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Countries Experiences on Agent Banking
• In Kenya, agent banking is continuously improving and growing, and as it
grows, the level of financial inclusion is also growing proportionately.
• Other countries around the world have also utilized the agent banking
model to expand financial services, including Pakistan, Philippines,
Venezuela, South Africa, Uganda, India, etc.
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Countries Experiences on Agent Banking
Country
Year Agent
Year
banking was Regulation
launched
was
introduced
Brazil
2000
2000
151,958
Colombia
2007
2006
9,843
Mexico
2010
2009
9,303
Kenya
2010
2010
8,809
Peru
2008
Source: Central Bank of Brazil,
MIDAS, SBS, CNBV, 2005
2010
6,028
Nigeria
>4,000???
2013
2013
No of
Agents
currently
functioning
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Countries Experiences on Agent Banking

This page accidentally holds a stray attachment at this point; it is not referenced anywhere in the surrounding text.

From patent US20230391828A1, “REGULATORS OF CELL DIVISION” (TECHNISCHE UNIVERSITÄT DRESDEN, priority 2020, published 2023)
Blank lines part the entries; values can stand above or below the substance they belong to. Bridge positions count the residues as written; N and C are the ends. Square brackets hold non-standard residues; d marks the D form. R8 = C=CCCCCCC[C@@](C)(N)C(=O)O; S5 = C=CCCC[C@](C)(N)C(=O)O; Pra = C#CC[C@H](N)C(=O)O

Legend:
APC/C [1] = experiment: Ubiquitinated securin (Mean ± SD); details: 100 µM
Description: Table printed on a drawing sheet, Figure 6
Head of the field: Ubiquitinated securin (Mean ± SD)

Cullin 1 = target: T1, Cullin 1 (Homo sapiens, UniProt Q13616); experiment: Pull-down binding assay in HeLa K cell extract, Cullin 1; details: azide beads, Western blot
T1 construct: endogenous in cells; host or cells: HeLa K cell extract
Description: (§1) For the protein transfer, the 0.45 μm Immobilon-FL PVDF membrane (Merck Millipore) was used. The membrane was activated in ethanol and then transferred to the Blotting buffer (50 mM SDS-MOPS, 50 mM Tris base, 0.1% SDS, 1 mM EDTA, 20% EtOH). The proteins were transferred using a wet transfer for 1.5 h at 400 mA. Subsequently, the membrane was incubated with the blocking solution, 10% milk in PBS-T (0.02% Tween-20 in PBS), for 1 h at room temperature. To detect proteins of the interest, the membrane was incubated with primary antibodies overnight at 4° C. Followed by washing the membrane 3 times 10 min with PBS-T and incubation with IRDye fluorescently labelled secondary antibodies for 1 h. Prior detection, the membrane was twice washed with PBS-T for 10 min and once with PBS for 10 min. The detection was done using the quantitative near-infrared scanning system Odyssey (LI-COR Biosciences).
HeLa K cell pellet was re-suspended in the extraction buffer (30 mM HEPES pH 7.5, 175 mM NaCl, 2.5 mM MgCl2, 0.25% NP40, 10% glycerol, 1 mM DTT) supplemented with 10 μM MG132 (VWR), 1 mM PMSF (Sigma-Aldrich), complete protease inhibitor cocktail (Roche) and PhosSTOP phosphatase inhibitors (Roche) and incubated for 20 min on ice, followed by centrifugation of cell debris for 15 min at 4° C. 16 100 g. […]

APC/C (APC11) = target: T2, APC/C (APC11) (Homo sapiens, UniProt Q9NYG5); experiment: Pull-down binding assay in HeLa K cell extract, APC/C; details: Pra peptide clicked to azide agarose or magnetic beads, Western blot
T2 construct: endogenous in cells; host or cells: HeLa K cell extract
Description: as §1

Studies have shown that increasing the area covered
by agents within the country has had the effects of
increasing the reach of the financial services to the
people, thus raising the levels of financial inclusion.
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Highlights of the Nigeria’s Agent Banking Guidelines
• The Guidelines for the Regulation of Agent Banking and Agent Banking
relationships in Nigeria outlines the minimum expectations to be
observed by FIs that intend to undertake agent banking. Broadly, the
Guidelines aim to facilitate the implementation of agent banking in unserved/under-served areas, in a reliable, safe and sustainable manner